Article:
According to the Edge Computing paradigm, IoT applications run on devices at the edge (IoT gateways, cloudlet, micro-cloud, etc.) to exploit the proximity of users and data and provide better QoS and QoE to the users of those applications. Exploiting the proximity of users and devices is one of the key ideas behind the realization of Edge Computing solutions. In fact, by processing partially or completely the data gathered by IoT sensors and devices at the edge is possible to create more effective and responsive services, thus, enabling a better utilization of both hardware resources and network bandwidth by limiting the communications with Cloud Computing platforms.
Figure 1 depicts the design of SWaMM and the information workflow within the middleware. At the lowest level we have the water meters (smart and dumb), which measure the consumption of the commodity (water) of the monitored accounts. As shown in Figure 1, SWaMM is capable of interfacing with different types of water meters that communicate at the edge of the network with different wireless protocols (in Figure 1 LoRa and Wireless M-Bus) and different ad hoc data formats. More specifically, Figure 1 depicts three different types of water meters: smart water meters, which were designed with radio capabilities, dumb water meters retrofitted with optical reading kits, and dumb water meters equipped with pulse emitters. Smart water meters transmit the cumulative consumption, recorded up to a certain time instant, (expressed as volume in m3) using different wireless protocols on configured radio frequency channels. Instead, the dumb water meters illustrated in Figure 1 represent the case of already deployed water meters not provided with automatic reading capabilities by design, but integrated with optical reader kits or pulse emitters to provide them the smart capabilities of transmitting consumption information to the SWaMM Edge Gateways located at the edge in proximity of those metering devices.
At the other end, we have multiple SWaMM Edge Gateways running at the edge (as shown in Figure 2) that we specifically designed to receive, concentrate, and process data from the in-range available wireless meters. With regards to the smart meters currently available on the market, we developed the SWaMM Edge Gateways to receive both LoRa and Wireless M-Bus meters by carrying one or more antennae capable of receiving meters from the two different protocols. Considering the transmission power of these smart meters, the gateways are usually located in strategic points in order to maximize the number of covered smart meters and to minimize the number of required gateways.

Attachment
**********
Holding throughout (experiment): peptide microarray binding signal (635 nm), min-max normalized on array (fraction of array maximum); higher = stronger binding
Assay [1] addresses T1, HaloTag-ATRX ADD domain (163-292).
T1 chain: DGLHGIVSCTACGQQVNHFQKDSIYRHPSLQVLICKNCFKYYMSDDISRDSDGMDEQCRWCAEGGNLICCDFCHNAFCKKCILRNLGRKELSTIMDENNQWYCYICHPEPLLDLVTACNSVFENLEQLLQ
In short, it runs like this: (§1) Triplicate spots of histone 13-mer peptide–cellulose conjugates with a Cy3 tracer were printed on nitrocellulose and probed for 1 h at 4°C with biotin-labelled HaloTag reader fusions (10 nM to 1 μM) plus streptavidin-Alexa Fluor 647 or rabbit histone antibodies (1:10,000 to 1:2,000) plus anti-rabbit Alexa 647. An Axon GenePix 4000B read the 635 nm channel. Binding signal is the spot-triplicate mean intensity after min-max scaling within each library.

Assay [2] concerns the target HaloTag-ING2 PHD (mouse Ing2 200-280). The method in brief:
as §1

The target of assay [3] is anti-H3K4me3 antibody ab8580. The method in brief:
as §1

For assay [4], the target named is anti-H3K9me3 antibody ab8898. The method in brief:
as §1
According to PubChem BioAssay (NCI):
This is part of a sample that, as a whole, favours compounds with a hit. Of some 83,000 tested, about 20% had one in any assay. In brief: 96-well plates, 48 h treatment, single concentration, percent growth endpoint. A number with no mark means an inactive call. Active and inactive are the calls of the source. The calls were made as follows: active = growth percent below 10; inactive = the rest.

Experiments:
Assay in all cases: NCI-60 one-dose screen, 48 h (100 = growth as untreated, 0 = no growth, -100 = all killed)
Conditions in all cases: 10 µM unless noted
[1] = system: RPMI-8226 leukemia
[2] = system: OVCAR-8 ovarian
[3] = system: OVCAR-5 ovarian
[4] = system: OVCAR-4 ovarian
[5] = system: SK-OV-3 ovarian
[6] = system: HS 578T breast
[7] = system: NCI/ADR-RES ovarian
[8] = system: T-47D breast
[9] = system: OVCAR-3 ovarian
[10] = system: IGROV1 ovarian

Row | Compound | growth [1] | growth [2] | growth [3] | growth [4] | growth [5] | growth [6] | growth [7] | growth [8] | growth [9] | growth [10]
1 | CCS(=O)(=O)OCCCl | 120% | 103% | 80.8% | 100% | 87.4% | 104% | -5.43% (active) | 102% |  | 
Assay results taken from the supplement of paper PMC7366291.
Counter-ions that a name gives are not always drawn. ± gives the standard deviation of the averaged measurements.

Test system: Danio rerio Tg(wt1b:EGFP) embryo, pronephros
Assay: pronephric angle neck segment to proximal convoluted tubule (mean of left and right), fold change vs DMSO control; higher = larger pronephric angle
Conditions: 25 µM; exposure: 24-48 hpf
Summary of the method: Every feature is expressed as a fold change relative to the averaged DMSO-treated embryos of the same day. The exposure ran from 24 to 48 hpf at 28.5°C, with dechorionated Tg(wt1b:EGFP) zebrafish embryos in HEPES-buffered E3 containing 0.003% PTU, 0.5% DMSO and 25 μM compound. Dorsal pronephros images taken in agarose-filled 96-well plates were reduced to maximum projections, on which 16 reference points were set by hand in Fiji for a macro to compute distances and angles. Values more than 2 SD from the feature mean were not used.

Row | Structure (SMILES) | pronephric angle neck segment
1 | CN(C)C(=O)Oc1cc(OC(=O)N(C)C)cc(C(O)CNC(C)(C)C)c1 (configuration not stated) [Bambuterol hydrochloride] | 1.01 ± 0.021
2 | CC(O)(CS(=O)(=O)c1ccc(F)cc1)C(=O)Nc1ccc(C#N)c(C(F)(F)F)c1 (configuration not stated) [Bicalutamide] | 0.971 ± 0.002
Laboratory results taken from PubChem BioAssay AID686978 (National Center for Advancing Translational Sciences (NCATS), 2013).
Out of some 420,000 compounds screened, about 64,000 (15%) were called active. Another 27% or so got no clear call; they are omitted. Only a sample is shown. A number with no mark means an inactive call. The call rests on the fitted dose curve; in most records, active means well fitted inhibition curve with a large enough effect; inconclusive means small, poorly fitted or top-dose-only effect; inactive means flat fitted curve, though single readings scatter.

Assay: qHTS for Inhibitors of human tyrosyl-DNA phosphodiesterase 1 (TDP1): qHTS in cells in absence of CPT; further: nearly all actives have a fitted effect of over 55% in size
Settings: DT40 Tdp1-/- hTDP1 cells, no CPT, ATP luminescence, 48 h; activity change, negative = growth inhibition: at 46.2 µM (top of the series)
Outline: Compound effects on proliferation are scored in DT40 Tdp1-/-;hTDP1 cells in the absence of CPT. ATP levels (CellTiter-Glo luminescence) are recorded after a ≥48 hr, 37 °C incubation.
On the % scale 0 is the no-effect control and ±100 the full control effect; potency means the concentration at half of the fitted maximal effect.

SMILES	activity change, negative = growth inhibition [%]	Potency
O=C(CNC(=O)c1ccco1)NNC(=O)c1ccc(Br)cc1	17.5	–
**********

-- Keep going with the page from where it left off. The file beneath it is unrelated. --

However, we designed the SWaMM Edge Gateway without coupling its components to a specific wireless protocol, thus, enabling the easily integration of its sensing capabilities to different type of water meters and different IoT wireless protocols that would be available in the future, and thus, allowing to avoid vendor and protocol lock-in. For instance, to allow the OCR (Optical character recognition) processing at the edge, we used relatively powerful SBCs (Raspberry Pi 3) as a hardware platform for the realization of the gateways. In fact, SWaMM Edge Gateways can also analyze data from dumb water meters using OCR techniques directly at the edge to enable data collection from old meters, which do not have automated reading capabilities, thus, avoiding to transmit pictures over the cellular network to a Cloud Computing platform for elaboration.
The gateways store and pre-process the metering data at the edge before uploading via WiFi or the cellular network (3G/4G/LTE) the aggregated data to an application running on a Cloud Computing platform, which makes further elaborations of the data by means of algorithms for consumer profiling, leakages and fault detection, and so on. Data about consumption, alarms, and profiling are then made available to the end-users of the monitoring system (utility management and consumers) via a personalized web application.